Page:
Does this sound like you?
An organist sits down to play for the Mass, frustrated before she even plays one note, disappointed that she will be playing an inexpensive MIDI keyboard instead of an organ. This keyboard has two organ sounds on it that don’t sound remotely like a church organ. At home she practices on a digital piano that also has a couple of “organ sounds” but once again nothing that inspires her to practice and maintain her skills.
Her frustration: All that time spent learning to play the organ and no organ to play the music that she knows and loves to play it on. And the frustration is enhanced by people at church who tell her how great she makes the keyboard sound and how they do not need to buy an organ because she does such a great job.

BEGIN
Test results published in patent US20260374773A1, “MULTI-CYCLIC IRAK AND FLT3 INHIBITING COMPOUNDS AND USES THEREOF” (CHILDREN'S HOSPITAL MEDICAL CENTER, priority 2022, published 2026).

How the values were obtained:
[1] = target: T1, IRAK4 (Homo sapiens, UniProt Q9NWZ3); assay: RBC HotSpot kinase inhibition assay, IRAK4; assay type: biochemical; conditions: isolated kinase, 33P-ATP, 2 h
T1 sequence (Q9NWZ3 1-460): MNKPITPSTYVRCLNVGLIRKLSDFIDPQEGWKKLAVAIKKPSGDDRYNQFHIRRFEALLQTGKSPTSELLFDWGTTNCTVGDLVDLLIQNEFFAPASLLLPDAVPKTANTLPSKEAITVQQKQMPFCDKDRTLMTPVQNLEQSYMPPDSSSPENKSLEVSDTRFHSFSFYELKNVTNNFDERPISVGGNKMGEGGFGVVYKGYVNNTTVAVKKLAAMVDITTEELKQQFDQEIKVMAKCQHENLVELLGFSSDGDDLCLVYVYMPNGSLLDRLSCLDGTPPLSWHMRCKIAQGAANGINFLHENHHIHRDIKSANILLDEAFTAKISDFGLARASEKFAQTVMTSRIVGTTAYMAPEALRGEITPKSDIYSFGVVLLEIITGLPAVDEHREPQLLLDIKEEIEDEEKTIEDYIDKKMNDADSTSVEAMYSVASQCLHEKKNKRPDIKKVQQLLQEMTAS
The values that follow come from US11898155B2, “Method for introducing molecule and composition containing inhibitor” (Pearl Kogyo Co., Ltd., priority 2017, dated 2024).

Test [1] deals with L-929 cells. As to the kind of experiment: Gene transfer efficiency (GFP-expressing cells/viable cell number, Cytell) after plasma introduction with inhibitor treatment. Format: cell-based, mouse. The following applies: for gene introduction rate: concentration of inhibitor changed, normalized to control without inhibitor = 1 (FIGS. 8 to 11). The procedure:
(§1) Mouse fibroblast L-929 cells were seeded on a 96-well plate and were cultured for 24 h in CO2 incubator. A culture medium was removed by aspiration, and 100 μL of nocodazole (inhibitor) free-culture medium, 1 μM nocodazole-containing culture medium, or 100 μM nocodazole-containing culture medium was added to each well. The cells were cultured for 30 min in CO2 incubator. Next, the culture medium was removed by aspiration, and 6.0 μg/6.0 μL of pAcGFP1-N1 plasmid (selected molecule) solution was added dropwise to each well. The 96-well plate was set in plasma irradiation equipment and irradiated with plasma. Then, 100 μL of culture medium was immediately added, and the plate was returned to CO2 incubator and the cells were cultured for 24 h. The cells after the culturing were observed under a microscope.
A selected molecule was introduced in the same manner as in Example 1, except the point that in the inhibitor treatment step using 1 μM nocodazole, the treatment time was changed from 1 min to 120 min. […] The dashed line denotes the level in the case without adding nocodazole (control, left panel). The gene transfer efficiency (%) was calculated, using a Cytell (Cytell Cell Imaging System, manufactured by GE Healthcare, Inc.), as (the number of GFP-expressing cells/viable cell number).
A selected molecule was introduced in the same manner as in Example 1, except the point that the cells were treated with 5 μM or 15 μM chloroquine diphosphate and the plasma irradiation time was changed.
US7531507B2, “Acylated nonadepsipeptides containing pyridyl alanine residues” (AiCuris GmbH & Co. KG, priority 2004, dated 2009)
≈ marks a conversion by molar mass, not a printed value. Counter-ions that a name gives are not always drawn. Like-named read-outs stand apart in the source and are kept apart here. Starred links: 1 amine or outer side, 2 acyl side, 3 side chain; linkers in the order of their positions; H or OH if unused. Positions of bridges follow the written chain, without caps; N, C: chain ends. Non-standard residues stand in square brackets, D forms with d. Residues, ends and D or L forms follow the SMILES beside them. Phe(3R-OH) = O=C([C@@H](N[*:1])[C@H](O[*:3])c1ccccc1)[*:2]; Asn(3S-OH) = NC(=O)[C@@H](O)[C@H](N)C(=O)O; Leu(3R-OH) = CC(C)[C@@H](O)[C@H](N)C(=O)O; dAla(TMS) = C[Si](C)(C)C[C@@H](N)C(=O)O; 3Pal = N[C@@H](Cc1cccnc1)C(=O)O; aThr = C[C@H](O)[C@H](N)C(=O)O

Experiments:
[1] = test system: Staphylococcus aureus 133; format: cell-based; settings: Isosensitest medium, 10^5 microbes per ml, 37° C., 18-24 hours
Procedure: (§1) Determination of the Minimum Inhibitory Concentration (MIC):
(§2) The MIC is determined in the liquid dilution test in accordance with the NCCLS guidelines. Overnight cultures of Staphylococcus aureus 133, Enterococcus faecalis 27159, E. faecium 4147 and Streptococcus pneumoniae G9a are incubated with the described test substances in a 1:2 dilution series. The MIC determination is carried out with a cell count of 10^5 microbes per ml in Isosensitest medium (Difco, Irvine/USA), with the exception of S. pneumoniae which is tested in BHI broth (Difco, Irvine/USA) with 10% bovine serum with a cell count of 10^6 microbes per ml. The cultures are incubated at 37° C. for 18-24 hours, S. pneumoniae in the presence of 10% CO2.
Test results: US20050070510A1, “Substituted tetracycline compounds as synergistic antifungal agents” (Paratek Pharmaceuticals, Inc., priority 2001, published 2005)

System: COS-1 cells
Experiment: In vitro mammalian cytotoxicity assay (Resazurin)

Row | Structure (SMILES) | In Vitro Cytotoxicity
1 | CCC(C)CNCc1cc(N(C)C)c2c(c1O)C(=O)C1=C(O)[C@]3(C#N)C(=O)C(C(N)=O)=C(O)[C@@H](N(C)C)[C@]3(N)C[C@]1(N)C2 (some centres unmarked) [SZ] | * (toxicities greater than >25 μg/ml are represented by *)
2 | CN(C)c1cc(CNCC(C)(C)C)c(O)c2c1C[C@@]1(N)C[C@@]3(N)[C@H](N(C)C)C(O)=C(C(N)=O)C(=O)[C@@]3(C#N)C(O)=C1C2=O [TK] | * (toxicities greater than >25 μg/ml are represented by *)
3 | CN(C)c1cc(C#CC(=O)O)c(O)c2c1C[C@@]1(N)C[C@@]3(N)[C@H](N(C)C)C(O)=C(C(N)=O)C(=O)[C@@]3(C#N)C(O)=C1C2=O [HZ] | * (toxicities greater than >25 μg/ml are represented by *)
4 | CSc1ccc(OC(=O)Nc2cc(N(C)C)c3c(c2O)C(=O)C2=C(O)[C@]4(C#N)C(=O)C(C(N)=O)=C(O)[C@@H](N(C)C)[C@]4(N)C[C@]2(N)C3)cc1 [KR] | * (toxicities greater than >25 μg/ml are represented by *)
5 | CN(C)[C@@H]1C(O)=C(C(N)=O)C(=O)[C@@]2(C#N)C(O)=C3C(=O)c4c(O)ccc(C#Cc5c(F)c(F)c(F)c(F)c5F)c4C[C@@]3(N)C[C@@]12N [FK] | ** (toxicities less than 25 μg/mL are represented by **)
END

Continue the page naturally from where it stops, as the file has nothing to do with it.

A simple solution: The MIDI Choir Organ
In Europe many churches have two organs, one in the back gallery and one smaller one near the organ and choir behind the altar.
Choir organs have been built for centuries to accompany singing and play organ literature for all services, while the larger organs --up high in the back of the churches that can afford them-- are often only played on Sundays and Feasts. Choir organs are the work horses, being played daily and filling churches with sound.